Senior Voice -

By Nick Thomas
Tinseltown Talks 

June Lockhart: 80 years as a paid performer

 

Fred Prouser/Reuters

June Lockhart, best known for her TV roles in "Lost in Space" and "Lassie" poses for an August 5, 2012, photograph in the newsroom at NASA's Jet Propulsion Lab in Pasadena, Calif. Lockhart was an invited guest for the Mars landing.

"Here's to you, Mrs. Robinson."

When NASA honored June Lockhart last October, it would have been quite fitting to borrow the above lyrics from a popular Simon and Garfunkel song to salute the 88 year old actress. Best remembered by sci-fi fans for her role of TV space mom Maureen Robinson in the 60s series "Lost in Space," June told me recently that the NASA recognition was a highlight of her long career, which includes a Tony Award, an Emmy nomination and a couple of stars on the Hollywood Walk of Fame.

"I was presented with the Exceptional Public Achievement Medal for my work with the space agency," she explained. "I've been to two space shuttle launches and worked with NASA since the 1970s, addressing their employees and traveling on NASA's behalf to promote the agency. So I'm absolutely thrilled by this recognition. No other actress has received this honor."

One of her memorable experiences occurred during a Space Shuttle mission in 1992.

"I called NASA one day and spoke with astronaut Ken Reightler and told him I had a good wake-up song for them to use," recalled June, referring to "The World is Waiting for the Sunrise," a catchy 50s hit by Les Paul and Mary Ford. The song held special significance because the lyrics were written by her father, beloved character actor Gene Lockhart.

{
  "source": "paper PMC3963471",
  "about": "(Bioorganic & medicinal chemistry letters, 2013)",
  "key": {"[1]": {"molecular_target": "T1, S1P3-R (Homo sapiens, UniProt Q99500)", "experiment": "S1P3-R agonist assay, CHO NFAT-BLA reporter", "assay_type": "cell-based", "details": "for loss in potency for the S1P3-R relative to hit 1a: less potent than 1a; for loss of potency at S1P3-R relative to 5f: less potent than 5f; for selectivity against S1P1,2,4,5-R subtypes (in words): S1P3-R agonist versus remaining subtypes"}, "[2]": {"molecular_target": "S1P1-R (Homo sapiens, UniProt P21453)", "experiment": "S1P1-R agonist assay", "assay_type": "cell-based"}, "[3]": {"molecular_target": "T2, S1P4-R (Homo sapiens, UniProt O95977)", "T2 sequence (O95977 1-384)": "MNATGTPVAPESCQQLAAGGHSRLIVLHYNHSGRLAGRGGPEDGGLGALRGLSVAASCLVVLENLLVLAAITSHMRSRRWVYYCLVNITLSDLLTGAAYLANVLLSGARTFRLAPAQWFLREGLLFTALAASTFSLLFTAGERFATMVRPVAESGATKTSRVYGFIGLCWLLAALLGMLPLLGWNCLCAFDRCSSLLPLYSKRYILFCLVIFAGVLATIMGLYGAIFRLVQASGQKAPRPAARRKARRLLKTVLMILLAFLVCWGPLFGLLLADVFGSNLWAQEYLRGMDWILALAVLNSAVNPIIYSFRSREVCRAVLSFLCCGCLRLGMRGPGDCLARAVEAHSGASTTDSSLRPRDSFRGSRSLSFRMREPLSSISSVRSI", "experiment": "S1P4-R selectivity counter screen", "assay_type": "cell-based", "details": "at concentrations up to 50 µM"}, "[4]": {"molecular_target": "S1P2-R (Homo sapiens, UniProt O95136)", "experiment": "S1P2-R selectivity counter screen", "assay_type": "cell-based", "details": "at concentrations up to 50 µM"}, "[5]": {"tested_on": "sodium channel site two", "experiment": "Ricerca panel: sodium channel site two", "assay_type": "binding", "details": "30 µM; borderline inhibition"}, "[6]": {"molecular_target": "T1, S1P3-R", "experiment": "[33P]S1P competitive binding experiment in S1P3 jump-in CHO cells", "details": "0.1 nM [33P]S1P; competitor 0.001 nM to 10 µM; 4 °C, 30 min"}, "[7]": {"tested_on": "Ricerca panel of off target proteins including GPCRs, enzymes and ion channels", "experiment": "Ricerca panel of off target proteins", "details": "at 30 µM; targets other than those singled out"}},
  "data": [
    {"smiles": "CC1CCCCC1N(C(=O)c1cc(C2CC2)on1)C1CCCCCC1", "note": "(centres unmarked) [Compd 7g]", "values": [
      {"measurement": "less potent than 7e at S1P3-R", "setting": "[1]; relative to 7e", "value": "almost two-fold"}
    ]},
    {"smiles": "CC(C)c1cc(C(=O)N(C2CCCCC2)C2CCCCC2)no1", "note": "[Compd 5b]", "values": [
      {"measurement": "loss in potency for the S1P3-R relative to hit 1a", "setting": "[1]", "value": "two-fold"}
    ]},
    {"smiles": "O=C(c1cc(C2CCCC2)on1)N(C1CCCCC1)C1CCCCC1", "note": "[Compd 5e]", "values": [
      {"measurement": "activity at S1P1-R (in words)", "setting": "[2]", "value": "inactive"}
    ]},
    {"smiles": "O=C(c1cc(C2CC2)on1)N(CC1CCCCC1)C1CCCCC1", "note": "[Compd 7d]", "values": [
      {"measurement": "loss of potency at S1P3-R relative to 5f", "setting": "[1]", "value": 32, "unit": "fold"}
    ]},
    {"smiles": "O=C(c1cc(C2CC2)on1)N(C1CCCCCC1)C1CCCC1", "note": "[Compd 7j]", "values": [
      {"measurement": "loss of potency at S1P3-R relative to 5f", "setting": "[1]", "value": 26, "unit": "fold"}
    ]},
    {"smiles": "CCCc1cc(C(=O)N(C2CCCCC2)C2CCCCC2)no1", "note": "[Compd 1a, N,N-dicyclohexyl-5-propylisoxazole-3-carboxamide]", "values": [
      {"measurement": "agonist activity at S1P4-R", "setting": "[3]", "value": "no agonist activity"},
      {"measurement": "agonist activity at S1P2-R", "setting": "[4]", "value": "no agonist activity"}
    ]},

"So I went to Mission Control in Houston and at around 2 a.m. they played the song for the crew of the Columbia mission," she explained. "Then a voice from space came over the speaker: 'Some of us up here want to know what Lassie's mother is doing in Mission Control at 2 o'clock in the morning!'"

"Lassie," one of TV's longest-running shows (1954-1973), was June's other big hit in which she dispensed maternal wisdom, this time for six seasons as a farm mom. Later, she morphed from matriarch to medic as Dr. Janet Craig for three seasons on "Petticoat Junction."

"Petticoat Junction was a delight to do, with wonderful scripts," said June. "It was great playing comedy after 'Lost in Space,' which was more dramatic, and 'Lassie,' which didn't have many laughs."

On the big screen, 12 year old June made her debut in the 1938 holiday classic, "A Christmas Carol," alongside both her parents, Gene and Kathleen Lockhart, who played the Cratchits. While she went on to costar with greats such as Gary Cooper in "Sergeant York" and Judy Garland in "Meet me in St. Louis," "A Christmas Carol" is special since it was the only time she appeared with her parents in a motion picture.

But it was memorable for other reasons, too.

"My daughter, Junie, and granddaughter, Christianna, have never let me forget that the first words I ever spoke in movies were: 'I know, I know – sausages!'" said June, referring to her on-screen guess for the contents of a food package Mr. Crachit brings home.

"We all shriek with laugher when we watch it now."

In addition to being an advocate for NASA and many other causes, June continues to work and costarred in the comedy spoof "Zombie Hamlet," which had its world premiere at the 2012 Palm Beach International Film Festival and was just released on DVD in December.

June Lockhart in a publicity photo for "Lassie," with Jon Provost.

In 2013, she appeared in the interactive movie series "Tex Murphy," a gaming platform that combines animation with full-motion video of real actors.

"That was a new experience and I really enjoyed it. And in December, I also celebrated my 80th year as a paid performer in the business! I made my debut at the age of eight in 'Peter Ibbetson' at the Metropolitan Opera House."

While actors are used to receiving accolades for career milestones, June admits to still being quite overwhelmed by the NASA recognition and is, she says, "over the Moon about it!"

Congratulations, Mrs. Robinson.

Nick Thomas has written features and columns for more than 350 magazines and newspapers. He can be reached at his blog: http://getnickt.blogspot.com.

 
 

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